Kicking of this week's lovefest for the great gifts of the 1980s begins with Wendy Wasserstein's The Heidi Chronicles –winner of the (wait for it) 1989 Pulitzer, Tony, New York Drama Critics' Circle and Drama Desk prizes for best play.
The Heidi Chronicles premiered in a 1988 off-Broadway production at Playwrights Horizon. The play was staged for 99 performances there, before moving to Broadway–and 622 more performances. Joan Allen starred as Heidi Holland through it all.
Why all the hype? Because this play is so crazy good. It's a thoughtful, slippery, and witty story of Heidi . We meet her first as an art historian in New York City, but we move back in time, following her coming of age from 1965 onwards–we join her in feeling consumed by how to merge idealism with individualism. From the radical politics and faith in community from the sixties and seventies, Heidi watches incredulously at how her generation moves to middle-age materialism. She's bewildered by and envious of her those around her, even as she loves them deeply. With the sweep of years, geography (scenes are in Chicago, Ann Arbor, New Hampshire, and New York), and art (slides of paintings make frequent appearances). Heidi's story takes an epic scope.
The play is punctuated by time and place: Heidi's art history lecture on female painters, and their historical neglect opens both acts; it rhymes with the scenes of Heidi as a young woman awakening to feminism–both its revelations and its absurdities–and her contemporary hunger for community. One of Heidi's friends and old flames–Scoop Rosenbaum–she first meets in 1968 at a Eugene McCarthy for President dance. Rosenbaum grows up to edit a high-class magazine for his generation called "Boomer." He's a charismatic and controlling idealist who she's alternatively close to and odds with through her life. Susan is Heidi's best friend as a young woman who goes on to work in television; she tries to recruit Heidi into becoming a consultant to a sitcom. Meanwhile, especially dear to Heidi's heart is Peter Patrone. She's known him since he was a teenager; he grows up to be a wealthy gay pediatrician who is tormented by watching the devastation of AIDS around him.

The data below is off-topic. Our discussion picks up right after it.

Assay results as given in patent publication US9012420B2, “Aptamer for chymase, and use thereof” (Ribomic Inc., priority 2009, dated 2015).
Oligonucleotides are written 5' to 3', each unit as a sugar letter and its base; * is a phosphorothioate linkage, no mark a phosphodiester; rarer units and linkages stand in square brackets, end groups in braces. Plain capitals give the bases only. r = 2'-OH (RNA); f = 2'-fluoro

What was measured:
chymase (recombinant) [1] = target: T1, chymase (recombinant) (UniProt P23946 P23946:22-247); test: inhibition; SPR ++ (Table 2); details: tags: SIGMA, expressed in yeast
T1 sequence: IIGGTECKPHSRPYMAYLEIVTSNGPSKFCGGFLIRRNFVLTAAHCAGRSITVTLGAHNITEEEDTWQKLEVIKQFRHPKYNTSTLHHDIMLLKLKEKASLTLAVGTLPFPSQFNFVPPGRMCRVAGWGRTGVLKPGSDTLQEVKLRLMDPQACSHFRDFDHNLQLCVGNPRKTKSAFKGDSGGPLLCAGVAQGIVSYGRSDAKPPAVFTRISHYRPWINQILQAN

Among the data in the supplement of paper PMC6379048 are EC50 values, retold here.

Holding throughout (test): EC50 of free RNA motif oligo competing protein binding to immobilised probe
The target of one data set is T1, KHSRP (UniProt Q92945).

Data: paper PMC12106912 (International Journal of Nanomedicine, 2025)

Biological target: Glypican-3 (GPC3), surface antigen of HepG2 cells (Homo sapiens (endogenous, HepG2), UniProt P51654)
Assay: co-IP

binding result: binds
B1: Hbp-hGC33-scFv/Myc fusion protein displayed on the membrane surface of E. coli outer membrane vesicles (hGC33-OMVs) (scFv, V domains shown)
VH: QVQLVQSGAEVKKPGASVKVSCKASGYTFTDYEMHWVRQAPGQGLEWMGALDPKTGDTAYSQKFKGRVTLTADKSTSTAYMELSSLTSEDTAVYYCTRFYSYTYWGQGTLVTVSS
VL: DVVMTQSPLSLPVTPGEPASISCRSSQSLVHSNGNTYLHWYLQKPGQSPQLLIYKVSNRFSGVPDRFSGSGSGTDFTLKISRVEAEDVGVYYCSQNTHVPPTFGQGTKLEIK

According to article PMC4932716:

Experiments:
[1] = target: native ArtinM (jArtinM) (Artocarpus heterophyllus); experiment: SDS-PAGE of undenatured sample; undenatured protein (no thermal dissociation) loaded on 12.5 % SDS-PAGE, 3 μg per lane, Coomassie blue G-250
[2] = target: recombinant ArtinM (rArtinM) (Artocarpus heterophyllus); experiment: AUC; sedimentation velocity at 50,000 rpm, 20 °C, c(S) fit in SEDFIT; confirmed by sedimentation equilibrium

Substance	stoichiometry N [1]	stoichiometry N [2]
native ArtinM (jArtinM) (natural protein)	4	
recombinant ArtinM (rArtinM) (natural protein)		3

… "The Heidi Chronicles" was an
episodic, seriocomic biography of an art historian seeking to establish
a fixed and fulfilling sense of identity amid the social convolutions
of the 1960's and 70's, a period when the rulebook on relationships
between men and women was being rewritten. Heidi's allegiance to her
ideals and her unwillingness to compromise them for the sake of winning
a man's attentions caused conflict with friends who chose easier or
different paths. Looking around at her materialistic, married,
self-obsessed peers two decades after the exhilarating birth of
feminism, Heidi observes: "We're all concerned, intelligent, good
women. It's just that I feel stranded. And I thought the whole point
was that we wouldn't feel stranded. I thought the point was that we
were all in this together."
The voices ring in my mind, after several reads of this play since last
summer; the dialogue is remarkably honest, funny, and just plain old
interesting. Rarely have I come across stories and plays where the
human instincts to demarcate characters with sharp lines ("she's the
funny one,"he's the misunderstood one") is so futile as here; the
characters' many-sidedness is made plain on every page.
And the last scene of The Heidi Chronicles never fails to devastate me. In the best of ways.
Wendy Wasserstein was a native of Brooklyn, and wrote, among many other things, the plays Uncommon Women and Others (her graduate thesis at Yale's drama school) Isn't it Romantic? and The Sisters Rosensweig.
Again from The New York Times:
Although it was always laced with comedy, her work was also imbued with
an abiding sadness, a cleareyed understanding that independence can
beget loneliness, that rigorous ideals and raised consciousnesses are
not always good company at the dinner table. But she shared her
compassion among a wide array of characters, those who settled and
those who continued to search.
She died in 2006 of lymphoma, leaving behind her daughter Lucy, who she gave birth to in 1999 and had been raising herself. Wasserstein was 55-years-old when she died.
Thank god for those 55 years. And thank you to the late-eighties, for offering up this enduring play.